Obergefell v Hodges 2015

Obergefell v. Hodges,(2015) is a landmark civil rights case in which the Supreme Court of the United States ruled that the fundamental right to marry is guaranteed to same-sex couples by both the Due Process Clause and the Equal Protection Clause of the Fourteenth Amendment to the United States Constitution. The 5–4 ruling requires all fifty states, and the District of Columbia to perform and recognize the marriages of same-sex couples on the same terms and conditions as the marriages of opposite-sex couples, with all the accompanying rights and responsibilities

The case was brought by James Obergefell, who had married John Arthur in Maryland in 2013. But their state of residence, Ohio, would not recognise the marriage. Arthur was terminally ill, and when Obergefell asked to be named as the surviving spouse on the death certificate, the state authorities in Ohio refused. Obergefell then filed in federal court, claiming an infringement of the Fourteenth Amendment by the state’s ban on same-sex marriage.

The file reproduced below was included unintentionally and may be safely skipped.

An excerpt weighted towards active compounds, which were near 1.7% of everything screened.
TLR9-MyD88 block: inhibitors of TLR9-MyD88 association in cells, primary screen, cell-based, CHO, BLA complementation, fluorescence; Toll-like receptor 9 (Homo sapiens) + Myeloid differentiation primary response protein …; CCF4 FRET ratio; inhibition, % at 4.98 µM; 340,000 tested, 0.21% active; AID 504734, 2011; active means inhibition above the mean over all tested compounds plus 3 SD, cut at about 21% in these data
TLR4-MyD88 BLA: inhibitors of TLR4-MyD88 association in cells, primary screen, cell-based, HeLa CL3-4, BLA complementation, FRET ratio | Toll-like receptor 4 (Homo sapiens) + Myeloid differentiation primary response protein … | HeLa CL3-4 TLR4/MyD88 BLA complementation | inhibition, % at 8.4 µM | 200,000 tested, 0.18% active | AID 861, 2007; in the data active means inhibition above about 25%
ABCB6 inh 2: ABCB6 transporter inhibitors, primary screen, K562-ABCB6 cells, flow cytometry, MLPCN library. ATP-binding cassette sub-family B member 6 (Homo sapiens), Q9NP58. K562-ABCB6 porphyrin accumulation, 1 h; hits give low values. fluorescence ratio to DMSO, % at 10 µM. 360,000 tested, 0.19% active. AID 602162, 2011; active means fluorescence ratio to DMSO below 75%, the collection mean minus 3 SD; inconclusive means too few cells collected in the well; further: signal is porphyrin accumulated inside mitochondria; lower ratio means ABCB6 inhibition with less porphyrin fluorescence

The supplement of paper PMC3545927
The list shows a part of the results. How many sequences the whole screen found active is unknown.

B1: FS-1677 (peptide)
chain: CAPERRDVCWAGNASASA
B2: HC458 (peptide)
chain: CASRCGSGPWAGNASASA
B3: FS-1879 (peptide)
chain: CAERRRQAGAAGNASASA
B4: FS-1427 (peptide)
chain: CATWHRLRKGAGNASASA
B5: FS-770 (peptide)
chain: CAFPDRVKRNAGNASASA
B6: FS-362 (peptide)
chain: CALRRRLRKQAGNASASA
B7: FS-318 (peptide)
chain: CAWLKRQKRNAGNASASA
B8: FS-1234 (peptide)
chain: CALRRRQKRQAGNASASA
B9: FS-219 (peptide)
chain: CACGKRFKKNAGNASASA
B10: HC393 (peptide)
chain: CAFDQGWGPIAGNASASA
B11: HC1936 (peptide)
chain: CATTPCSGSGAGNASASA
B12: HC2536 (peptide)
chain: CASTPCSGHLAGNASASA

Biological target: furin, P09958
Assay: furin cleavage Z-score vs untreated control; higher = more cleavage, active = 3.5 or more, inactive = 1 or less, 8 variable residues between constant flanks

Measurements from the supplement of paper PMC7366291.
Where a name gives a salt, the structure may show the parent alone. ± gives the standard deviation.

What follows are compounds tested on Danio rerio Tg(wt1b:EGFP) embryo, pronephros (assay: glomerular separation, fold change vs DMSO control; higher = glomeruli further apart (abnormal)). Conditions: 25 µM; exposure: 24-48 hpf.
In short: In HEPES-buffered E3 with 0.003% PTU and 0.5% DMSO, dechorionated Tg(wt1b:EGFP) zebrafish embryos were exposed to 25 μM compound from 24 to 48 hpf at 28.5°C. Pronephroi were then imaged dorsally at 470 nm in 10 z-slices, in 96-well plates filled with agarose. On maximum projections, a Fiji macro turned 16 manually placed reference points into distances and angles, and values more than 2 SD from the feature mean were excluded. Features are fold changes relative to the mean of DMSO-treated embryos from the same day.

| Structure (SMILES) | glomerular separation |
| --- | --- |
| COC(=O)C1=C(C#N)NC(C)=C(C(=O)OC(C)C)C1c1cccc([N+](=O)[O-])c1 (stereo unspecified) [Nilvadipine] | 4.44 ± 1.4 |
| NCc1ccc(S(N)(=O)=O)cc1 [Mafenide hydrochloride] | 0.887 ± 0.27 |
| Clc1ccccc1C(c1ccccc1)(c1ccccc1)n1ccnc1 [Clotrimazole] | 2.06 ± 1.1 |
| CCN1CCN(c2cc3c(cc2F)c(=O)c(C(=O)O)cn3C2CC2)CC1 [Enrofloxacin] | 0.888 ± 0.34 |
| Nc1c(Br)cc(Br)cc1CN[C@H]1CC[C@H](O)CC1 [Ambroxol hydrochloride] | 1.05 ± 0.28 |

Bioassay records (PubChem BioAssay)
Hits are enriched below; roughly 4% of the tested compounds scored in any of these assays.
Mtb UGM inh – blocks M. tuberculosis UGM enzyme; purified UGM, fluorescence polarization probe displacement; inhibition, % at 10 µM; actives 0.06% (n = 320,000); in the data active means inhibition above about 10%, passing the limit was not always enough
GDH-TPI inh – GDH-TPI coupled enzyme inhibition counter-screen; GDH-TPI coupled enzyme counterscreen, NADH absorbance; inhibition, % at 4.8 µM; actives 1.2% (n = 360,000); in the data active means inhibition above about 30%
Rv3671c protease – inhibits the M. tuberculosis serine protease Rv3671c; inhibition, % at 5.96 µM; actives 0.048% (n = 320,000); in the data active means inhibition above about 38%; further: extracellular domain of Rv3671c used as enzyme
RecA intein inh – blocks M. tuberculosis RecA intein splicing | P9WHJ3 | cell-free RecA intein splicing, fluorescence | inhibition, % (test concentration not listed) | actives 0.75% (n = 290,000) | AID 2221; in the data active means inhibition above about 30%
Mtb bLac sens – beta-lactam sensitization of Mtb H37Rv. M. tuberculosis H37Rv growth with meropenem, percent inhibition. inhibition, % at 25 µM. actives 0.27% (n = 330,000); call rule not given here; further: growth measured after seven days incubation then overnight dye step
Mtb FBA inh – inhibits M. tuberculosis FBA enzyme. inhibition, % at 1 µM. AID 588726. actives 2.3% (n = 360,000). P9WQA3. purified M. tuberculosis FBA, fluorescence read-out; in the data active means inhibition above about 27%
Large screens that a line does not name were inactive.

This case illustrates the difference between strict and loose constructionists. In the view of the four conservative dissenting justices, this was an issue that should have been left to the states to decide. ‘This Supreme Court is not a legislature,’ wrote Chief Justice Roberts for the minority

But the majority took the loose constructionist position. To them, the ‘life, liberty and property’ rights of the Fourteenth Amendment ‘extend to certain personal choices central to individual dignity and autonomy, including intimate choices that define personal identity and beliefs’. This is an example of the loose constructionist’s ‘reading things into’ the words of the Constitution. The word ‘dignity’ appeared nine times in Justice Kennedy’s majority opinion, yet it never appears in the Constitution itself.

Chief Justice John Roberts described his objection to the decision in terms of his objection to judicial activism

'our Constitution does not enact any one theory of marriage. The people of a State are free to expand marriage to include same-sex couples, or to retain the historic definition...Supporters of same-sex marriage have achieved considerable success persuading their fellow citizens — through the democratic process — to adopt their view. That ends today. Five lawyers have closed the debate and enacted their own vision of marriage as a matter of constitutional law. Stealing this issue from the people will [make] a dramatic social change that is much more difficult to accept.'